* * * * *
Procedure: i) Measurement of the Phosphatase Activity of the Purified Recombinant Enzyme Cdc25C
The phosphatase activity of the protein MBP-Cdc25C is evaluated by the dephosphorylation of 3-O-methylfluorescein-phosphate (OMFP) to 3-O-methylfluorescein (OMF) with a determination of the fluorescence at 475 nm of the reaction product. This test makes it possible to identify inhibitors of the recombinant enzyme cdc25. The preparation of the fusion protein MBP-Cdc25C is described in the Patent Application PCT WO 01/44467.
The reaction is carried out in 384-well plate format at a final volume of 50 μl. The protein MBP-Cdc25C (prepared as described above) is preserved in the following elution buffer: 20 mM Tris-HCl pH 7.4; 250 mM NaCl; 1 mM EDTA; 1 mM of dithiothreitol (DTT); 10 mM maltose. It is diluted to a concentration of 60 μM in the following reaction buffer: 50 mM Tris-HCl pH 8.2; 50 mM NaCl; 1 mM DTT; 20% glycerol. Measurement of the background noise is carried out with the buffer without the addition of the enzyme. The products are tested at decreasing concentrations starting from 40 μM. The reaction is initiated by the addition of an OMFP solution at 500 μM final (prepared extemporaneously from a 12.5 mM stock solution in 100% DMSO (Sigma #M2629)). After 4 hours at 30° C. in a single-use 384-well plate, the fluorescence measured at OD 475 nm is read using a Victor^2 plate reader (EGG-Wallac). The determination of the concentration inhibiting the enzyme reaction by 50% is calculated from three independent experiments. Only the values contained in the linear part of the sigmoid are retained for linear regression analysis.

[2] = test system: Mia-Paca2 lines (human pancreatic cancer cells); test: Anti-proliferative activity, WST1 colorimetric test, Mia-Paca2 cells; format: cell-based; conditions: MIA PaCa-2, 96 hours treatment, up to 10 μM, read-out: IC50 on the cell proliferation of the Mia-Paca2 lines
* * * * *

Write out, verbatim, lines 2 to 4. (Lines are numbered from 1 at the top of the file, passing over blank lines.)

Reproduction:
The phosphatase activity of the protein MBP-Cdc25C is evaluated by the dephosphorylation of 3-O-methylfluorescein-phosphate (OMFP) to 3-O-methylfluorescein (OMF) with a determination of the fluorescence at 475 nm of the reaction product. This test makes it possible to identify inhibitors of the recombinant enzyme cdc25. The preparation of the fusion protein MBP-Cdc25C is described in the Patent Application PCT WO 01/44467.
The reaction is carried out in 384-well plate format at a final volume of 50 μl. The protein MBP-Cdc25C (prepared as described above) is preserved in the following elution buffer: 20 mM Tris-HCl pH 7.4; 250 mM NaCl; 1 mM EDTA; 1 mM of dithiothreitol (DTT); 10 mM maltose. It is diluted to a concentration of 60 μM in the following reaction buffer: 50 mM Tris-HCl pH 8.2; 50 mM NaCl; 1 mM DTT; 20% glycerol. Measurement of the background noise is carried out with the buffer without the addition of the enzyme. The products are tested at decreasing concentrations starting from 40 μM. The reaction is initiated by the addition of an OMFP solution at 500 μM final (prepared extemporaneously from a 12.5 mM stock solution in 100% DMSO (Sigma #M2629)). After 4 hours at 30° C. in a single-use 384-well plate, the fluorescence measured at OD 475 nm is read using a Victor^2 plate reader (EGG-Wallac). The determination of the concentration inhibiting the enzyme reaction by 50% is calculated from three independent experiments. Only the values contained in the linear part of the sigmoid are retained for linear regression analysis.

[2] = test system: Mia-Paca2 lines (human pancreatic cancer cells); test: Anti-proliferative activity, WST1 colorimetric test, Mia-Paca2 cells; format: cell-based; conditions: MIA PaCa-2, 96 hours treatment, up to 10 μM, read-out: IC50 on the cell proliferation of the Mia-Paca2 lines